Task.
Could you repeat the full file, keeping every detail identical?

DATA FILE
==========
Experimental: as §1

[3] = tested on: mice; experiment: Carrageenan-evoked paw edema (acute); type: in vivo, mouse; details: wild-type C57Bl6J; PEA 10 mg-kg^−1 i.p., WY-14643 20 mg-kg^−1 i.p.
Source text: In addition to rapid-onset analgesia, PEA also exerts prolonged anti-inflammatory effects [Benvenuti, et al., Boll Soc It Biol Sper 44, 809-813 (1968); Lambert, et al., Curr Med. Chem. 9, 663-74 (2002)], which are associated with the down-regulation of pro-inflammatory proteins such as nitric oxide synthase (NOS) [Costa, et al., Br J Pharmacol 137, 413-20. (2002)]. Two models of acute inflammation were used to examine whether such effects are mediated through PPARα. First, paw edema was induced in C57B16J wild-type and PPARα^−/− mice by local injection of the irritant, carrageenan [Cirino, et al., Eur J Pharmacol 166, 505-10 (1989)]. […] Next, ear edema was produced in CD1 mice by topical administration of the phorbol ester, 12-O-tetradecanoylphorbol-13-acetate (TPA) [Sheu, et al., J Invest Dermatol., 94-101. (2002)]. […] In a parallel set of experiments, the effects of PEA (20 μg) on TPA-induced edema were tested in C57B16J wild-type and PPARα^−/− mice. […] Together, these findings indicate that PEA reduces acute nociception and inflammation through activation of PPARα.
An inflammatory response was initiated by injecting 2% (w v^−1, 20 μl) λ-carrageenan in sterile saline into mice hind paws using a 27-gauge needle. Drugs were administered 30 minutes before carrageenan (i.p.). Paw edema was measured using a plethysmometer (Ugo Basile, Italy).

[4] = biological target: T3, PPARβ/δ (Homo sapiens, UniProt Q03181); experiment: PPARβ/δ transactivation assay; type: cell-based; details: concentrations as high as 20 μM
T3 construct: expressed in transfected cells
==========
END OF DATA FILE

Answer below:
Experimental: as §1

[3] = tested on: mice; experiment: Carrageenan-evoked paw edema (acute); type: in vivo, mouse; details: wild-type C57Bl6J; PEA 10 mg-kg^−1 i.p., WY-14643 20 mg-kg^−1 i.p.
Source text: In addition to rapid-onset analgesia, PEA also exerts prolonged anti-inflammatory effects [Benvenuti, et al., Boll Soc It Biol Sper 44, 809-813 (1968); Lambert, et al., Curr Med. Chem. 9, 663-74 (2002)], which are associated with the down-regulation of pro-inflammatory proteins such as nitric oxide synthase (NOS) [Costa, et al., Br J Pharmacol 137, 413-20. (2002)]. Two models of acute inflammation were used to examine whether such effects are mediated through PPARα. First, paw edema was induced in C57B16J wild-type and PPARα^−/− mice by local injection of the irritant, carrageenan [Cirino, et al., Eur J Pharmacol 166, 505-10 (1989)]. […] Next, ear edema was produced in CD1 mice by topical administration of the phorbol ester, 12-O-tetradecanoylphorbol-13-acetate (TPA) [Sheu, et al., J Invest Dermatol., 94-101. (2002)]. […] In a parallel set of experiments, the effects of PEA (20 μg) on TPA-induced edema were tested in C57B16J wild-type and PPARα^−/− mice. […] Together, these findings indicate that PEA reduces acute nociception and inflammation through activation of PPARα.
An inflammatory response was initiated by injecting 2% (w v^−1, 20 μl) λ-carrageenan in sterile saline into mice hind paws using a 27-gauge needle. Drugs were administered 30 minutes before carrageenan (i.p.). Paw edema was measured using a plethysmometer (Ugo Basile, Italy).

[4] = biological target: T3, PPARβ/δ (Homo sapiens, UniProt Q03181); experiment: PPARβ/δ transactivation assay; type: cell-based; details: concentrations as high as 20 μM
T3 construct: expressed in transfected cells